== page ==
Upset with current school lunch options, the newest crusaders against the obesity epidemic are a group of… high school students? That’s right. Through the Students Take Charge program, options have been delivered to teenagers to become involved like never before.
Nationwide, students can take the role of leadership to another level and make changes they want to see in their food options. Students Take Charge is a
method of giving the responsibility to the students to ensure proper nutrition
education is shared. Getting started, the students analyze their current
school through a variety of surveys and questions. From there, an
analysis indicates what areas require improvement. They can begin building
a program from scratch, or use the framework set by other participating
facilities. The free program provides the information, motivation and
assertion required to see a difference. The website provides guidance on
how to get started and succeed, and can be found at:
It is the job of the students to partner with a school official (Principal, Cafeteria Manager, etc) to initiate the program. From there, the customizable template provides room to grow. Projects like bike-to-school programs,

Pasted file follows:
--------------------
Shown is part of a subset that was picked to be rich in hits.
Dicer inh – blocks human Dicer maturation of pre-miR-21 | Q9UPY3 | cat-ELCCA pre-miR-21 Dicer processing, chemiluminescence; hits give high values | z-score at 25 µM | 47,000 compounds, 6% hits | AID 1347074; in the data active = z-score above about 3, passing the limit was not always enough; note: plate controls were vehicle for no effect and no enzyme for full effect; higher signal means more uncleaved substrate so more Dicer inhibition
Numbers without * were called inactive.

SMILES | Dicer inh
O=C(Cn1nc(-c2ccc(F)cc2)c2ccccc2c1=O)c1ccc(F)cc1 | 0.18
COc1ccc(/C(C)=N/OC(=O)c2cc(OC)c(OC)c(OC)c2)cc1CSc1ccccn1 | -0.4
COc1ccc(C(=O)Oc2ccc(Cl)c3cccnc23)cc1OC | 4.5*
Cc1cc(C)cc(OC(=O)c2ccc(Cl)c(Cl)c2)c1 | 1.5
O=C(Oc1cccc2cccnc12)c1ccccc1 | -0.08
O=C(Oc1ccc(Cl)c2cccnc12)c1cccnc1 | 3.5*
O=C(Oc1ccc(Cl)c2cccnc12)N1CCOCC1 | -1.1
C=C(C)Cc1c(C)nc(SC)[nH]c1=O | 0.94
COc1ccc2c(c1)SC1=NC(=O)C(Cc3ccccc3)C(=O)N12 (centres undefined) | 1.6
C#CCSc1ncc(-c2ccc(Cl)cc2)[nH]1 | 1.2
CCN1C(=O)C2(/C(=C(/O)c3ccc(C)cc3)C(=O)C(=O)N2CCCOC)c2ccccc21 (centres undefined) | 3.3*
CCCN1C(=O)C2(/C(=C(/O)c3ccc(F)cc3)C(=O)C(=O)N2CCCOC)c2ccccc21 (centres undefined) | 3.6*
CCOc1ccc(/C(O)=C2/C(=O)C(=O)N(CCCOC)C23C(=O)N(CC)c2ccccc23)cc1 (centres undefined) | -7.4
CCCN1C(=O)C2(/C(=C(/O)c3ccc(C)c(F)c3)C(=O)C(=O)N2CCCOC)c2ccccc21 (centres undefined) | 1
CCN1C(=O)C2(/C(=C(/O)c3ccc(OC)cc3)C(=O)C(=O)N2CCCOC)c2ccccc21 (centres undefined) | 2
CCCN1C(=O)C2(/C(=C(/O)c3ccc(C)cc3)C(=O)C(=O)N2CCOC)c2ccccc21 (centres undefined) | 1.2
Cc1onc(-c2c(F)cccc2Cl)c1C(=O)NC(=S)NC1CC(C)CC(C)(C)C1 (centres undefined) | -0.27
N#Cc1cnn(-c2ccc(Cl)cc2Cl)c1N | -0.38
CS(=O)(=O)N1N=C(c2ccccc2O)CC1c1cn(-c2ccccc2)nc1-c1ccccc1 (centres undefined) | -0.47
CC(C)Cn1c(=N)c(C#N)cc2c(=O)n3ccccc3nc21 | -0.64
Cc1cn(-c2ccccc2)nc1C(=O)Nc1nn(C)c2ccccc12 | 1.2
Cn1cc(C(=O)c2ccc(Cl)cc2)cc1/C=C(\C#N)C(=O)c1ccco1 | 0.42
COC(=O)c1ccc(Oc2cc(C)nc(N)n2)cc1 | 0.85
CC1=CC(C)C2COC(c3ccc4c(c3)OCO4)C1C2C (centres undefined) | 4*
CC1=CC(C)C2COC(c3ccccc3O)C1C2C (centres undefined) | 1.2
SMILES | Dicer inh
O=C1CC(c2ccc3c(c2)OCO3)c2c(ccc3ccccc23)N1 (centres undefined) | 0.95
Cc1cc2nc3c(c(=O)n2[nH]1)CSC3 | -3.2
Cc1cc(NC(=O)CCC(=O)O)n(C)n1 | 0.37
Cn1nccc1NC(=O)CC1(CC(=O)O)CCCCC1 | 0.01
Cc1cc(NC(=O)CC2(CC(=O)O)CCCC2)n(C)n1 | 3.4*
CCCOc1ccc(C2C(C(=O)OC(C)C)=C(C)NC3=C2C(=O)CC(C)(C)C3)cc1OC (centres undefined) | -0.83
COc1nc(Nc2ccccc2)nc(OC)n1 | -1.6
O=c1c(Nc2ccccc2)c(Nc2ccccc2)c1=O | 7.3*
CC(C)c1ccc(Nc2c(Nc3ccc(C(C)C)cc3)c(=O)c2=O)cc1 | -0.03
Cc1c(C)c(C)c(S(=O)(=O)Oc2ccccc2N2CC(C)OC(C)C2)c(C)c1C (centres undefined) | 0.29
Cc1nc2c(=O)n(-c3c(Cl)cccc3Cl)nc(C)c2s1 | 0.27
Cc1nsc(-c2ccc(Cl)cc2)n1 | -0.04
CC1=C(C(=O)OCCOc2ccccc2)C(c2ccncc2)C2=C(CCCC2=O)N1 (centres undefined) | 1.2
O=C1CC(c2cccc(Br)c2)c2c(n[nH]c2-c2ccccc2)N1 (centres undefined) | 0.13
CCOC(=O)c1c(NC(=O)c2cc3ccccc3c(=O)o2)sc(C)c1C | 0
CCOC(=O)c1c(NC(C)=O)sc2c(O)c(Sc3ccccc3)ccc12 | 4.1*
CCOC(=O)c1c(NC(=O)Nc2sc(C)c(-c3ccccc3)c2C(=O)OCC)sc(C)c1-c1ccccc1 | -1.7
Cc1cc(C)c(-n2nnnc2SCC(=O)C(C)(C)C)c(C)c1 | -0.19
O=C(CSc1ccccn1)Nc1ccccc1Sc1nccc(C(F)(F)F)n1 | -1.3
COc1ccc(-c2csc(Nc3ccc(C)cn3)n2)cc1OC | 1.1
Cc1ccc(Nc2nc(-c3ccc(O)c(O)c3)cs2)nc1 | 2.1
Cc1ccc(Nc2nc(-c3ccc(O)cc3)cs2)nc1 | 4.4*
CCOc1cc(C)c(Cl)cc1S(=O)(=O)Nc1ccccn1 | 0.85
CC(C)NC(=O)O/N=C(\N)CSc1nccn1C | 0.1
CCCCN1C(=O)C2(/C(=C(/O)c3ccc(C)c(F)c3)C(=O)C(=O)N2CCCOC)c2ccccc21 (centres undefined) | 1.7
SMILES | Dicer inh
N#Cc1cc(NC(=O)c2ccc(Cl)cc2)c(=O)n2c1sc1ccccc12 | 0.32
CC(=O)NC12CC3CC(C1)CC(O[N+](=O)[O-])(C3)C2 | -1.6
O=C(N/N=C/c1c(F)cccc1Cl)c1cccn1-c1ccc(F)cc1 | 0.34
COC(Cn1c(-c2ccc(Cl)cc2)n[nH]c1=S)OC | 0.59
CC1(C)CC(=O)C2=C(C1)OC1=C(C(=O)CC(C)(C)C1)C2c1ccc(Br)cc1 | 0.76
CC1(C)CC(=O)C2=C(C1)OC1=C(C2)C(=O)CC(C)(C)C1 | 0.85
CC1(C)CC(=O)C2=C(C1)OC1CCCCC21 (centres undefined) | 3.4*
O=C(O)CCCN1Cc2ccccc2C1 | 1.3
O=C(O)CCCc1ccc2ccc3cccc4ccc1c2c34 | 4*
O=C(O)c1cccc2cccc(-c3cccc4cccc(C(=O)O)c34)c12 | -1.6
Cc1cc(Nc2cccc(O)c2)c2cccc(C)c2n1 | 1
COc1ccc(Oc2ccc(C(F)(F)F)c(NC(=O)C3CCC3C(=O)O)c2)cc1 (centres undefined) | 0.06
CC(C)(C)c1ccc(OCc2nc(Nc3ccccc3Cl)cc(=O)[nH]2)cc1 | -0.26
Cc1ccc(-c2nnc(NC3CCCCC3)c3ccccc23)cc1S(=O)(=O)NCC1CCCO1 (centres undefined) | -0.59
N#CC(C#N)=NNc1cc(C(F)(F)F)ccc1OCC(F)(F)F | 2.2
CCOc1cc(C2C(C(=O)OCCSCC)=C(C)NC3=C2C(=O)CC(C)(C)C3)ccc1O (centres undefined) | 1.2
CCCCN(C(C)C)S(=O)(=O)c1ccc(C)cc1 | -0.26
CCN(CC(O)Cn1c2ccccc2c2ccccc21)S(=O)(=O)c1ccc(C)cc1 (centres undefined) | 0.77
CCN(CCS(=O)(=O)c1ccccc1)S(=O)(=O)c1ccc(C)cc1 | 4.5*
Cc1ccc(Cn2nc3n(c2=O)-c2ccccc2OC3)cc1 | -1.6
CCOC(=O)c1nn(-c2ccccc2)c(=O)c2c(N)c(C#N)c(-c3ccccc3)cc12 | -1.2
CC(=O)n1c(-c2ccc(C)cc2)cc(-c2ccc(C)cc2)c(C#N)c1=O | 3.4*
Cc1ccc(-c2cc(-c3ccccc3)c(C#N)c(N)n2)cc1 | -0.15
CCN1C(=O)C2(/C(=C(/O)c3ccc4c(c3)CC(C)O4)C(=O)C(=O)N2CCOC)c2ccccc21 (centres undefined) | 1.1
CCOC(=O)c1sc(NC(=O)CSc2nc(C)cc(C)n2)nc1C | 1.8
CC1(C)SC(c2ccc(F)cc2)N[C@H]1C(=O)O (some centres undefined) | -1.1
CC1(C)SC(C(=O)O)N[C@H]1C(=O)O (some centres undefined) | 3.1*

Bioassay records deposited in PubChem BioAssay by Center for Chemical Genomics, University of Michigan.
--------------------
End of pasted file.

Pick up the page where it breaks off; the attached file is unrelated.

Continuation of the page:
healthy lunch groups, local food involvement and non-competitive athletic clubs are just some of the examples students have produced. Because of the individualization provided, no two schools involved will be the same. But through the sharing of stories, pictures and ideas, each school will be able to grow. It is the choice of the school if they want to concentrate solely
on one topic, or break it down to many different areas. For example, one school simply wanted to develop a club that not only identifies nutritional pitfalls found in the majority of the population’s lunches, but also turns meetings into a cooking seminar to give examples of alternatives.
Getting involved is the best way to ensue change. If a group of
teenagers can alter thousands of others about nutrition, imagine what could happen if we all had the same intensity.
You have a voice, use it.
Filed under: nutrition